Well Being — 06 October 2017
New treatments emerge for chronic pain

By Jana Soeldner Danger

City & Shore Magazine 

Chronic pain is a debilitating and discouraging problem that can drastically reduce quality of life. It’s also surprisingly common.

“It’s endemic,” says Dr. Joseph Alshon, DO, an interventional physiatrist at Anesthesia Pain Care Consultants, a practice with offices in Tamarac and Boca Raton.

Many people suffer needlessly, he says, because pain specialists now have a variety of weapons in their arsenal.

Finding the target

Diagnosing the exact cause of the pain is the first step. “The key to treating a chronic pain condition is to properly identify the source,” Dr. Alshon says. “Our focus is not on masking symptoms, but on effectively treating the cause. It’s easy to give someone a pill, but much harder to find the reason for the pain.”

Joint pain

Joints in the shoulder, knee, elbow and back are common sources of pain that can cause people to restrict or even give up activities they enjoy. Some of today’s treatments: “Steroid injections, radio frequency interventions, stem cells or plasma-rich protein injections,” Dr. Alshon says.

Depending on the diagnosis, injecting anesthetic into joints in the neck, thorax and low back, often done with the aid of fluoroscopy, may be a first step. The patient’s response helps the doctor determine the exact source of the pain.

A person who responds favorably might be a candidate for radio frequency ablation. This treatment uses radio waves to create an electrical current that heats a small amount of nerve tissue, blocking pain signals from nerve to joint. It can be effective for joints that have deteriorated due to arthritis, among other conditions; and relief can last for months.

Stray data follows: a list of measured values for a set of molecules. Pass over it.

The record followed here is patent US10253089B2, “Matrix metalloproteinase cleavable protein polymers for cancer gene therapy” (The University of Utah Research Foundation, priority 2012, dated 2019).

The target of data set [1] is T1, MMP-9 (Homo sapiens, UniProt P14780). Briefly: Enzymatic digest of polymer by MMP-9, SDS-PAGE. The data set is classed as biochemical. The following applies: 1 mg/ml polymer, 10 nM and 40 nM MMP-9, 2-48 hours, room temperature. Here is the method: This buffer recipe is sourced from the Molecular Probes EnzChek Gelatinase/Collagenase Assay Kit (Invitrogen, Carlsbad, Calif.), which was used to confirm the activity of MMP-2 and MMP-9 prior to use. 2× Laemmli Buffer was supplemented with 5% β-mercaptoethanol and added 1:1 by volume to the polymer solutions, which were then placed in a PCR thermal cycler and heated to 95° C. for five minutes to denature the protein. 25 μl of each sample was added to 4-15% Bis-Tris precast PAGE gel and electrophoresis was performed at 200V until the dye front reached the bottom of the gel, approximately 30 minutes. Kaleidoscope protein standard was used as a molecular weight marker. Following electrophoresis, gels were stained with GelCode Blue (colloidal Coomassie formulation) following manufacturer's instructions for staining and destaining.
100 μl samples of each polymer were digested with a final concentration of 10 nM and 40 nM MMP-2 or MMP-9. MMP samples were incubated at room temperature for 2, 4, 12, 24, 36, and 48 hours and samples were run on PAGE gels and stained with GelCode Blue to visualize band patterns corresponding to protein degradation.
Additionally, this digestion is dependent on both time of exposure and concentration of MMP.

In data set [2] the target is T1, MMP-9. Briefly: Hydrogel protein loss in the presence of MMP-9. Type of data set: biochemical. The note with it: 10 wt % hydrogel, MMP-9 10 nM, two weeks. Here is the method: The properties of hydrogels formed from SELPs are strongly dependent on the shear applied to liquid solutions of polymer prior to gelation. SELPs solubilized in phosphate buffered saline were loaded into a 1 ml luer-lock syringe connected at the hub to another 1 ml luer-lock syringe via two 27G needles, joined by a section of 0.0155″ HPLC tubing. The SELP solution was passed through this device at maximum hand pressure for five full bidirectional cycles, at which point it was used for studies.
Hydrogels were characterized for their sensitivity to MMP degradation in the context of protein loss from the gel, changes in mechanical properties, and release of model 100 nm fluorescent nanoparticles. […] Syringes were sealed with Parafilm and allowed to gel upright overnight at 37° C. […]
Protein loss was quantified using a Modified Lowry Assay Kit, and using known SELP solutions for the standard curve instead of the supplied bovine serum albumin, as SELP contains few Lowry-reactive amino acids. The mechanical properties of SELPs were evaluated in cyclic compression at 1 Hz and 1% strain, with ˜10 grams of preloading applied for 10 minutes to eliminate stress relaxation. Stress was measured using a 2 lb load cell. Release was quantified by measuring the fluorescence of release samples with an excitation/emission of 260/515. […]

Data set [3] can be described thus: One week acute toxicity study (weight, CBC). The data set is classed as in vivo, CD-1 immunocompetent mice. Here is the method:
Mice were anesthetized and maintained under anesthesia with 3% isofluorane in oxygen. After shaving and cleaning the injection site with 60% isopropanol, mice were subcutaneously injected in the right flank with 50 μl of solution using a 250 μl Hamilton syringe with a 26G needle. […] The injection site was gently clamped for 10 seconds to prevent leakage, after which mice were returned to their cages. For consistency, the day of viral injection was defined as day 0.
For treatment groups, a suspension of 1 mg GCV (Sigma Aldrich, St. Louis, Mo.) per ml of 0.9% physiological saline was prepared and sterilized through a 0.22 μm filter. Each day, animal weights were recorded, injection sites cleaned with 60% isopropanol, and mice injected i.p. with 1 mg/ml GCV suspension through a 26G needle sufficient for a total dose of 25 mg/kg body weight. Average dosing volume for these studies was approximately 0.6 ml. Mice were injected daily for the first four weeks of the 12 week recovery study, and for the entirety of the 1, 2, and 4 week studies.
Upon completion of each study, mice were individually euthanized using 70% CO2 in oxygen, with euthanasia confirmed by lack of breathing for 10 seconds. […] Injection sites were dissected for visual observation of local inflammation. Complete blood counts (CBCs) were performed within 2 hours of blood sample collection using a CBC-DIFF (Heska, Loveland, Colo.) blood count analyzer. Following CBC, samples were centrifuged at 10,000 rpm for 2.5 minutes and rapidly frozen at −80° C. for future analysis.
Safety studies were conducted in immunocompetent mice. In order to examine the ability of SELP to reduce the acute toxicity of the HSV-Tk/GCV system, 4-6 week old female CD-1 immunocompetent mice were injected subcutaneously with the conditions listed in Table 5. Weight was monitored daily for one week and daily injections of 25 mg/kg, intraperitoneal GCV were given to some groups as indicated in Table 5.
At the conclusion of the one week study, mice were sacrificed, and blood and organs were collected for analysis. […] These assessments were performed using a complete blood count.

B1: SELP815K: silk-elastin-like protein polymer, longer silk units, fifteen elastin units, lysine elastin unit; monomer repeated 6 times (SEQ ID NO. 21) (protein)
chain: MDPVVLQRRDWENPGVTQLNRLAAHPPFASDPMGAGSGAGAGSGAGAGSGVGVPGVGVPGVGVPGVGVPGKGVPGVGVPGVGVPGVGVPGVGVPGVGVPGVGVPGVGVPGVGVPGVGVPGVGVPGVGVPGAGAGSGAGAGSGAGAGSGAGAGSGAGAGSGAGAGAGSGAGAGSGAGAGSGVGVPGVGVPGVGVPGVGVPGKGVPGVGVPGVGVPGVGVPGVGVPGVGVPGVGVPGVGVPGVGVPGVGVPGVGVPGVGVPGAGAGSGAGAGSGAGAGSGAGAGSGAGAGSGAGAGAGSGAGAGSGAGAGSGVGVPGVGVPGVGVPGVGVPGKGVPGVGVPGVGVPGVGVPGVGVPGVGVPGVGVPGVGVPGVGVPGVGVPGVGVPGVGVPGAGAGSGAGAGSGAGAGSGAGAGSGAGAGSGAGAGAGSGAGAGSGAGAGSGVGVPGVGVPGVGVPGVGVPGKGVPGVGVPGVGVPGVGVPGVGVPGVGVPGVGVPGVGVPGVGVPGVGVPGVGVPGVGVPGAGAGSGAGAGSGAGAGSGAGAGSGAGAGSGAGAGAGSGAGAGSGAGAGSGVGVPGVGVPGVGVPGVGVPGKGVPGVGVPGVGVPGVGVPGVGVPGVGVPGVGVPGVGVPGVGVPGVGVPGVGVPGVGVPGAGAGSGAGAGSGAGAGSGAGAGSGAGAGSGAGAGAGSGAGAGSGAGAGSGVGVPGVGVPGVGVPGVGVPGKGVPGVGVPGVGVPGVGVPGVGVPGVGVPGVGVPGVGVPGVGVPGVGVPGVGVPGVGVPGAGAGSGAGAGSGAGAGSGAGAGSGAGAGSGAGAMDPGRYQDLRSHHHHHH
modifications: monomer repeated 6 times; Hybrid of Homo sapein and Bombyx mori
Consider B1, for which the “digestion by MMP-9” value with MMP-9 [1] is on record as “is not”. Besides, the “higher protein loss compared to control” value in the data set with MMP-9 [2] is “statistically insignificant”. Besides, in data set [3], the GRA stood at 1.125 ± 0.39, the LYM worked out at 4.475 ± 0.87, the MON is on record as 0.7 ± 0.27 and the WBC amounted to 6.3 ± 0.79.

When inflammation is the source of joint pain, steroid injections may help with healing. For pain resulting from ligament and tendon strains or injuries rather than inflammation, however, the doctor may choose plasma-rich protein injections.

In this treatment, the patient’s blood is drawn and spun in a centrifuge, which separates it into layers. The plasma layer is removed and injected into the affected area, where increased circulation may promote and speed healing. “PRP can be effective for rotator-cuff injuries or tennis or golfer’s elbow,”  Dr. Alshon says.

Stem-cell injections are another treatment that may help repair injured cartilage, tendons or ligaments. Fat extracted from the patient is spun in a centrifuge to isolate stem cells, which are then injected into the affected area.

Not Just for Wrinkles

Botox isn’t just for wrinkles. It can also help reduce or eliminate muscle spasms caused by overuse or injuries, or as a response to underlying arthritis. “If the patient has persistent muscle spasms, resistant to medication and steroid action, then Botox may be a great option,” Dr. Alshon says.

Prevention

Prevention is better than treatment, so it’s important to incorporate healthy lifestyle practices that may help stave off common kinds of pain, Dr. Alshon says. Managing weight, as well as exercises that improve flexibility and increase core muscle strength, can be helpful.

So can changing the way you move or execute simple daily activities. Bend at the knees when doing activities that require you to bend forward, says Dr. Alshon. “Getting in and out of the car, vacuuming and brushing your teeth all need to be done in ways that are best for your back.”

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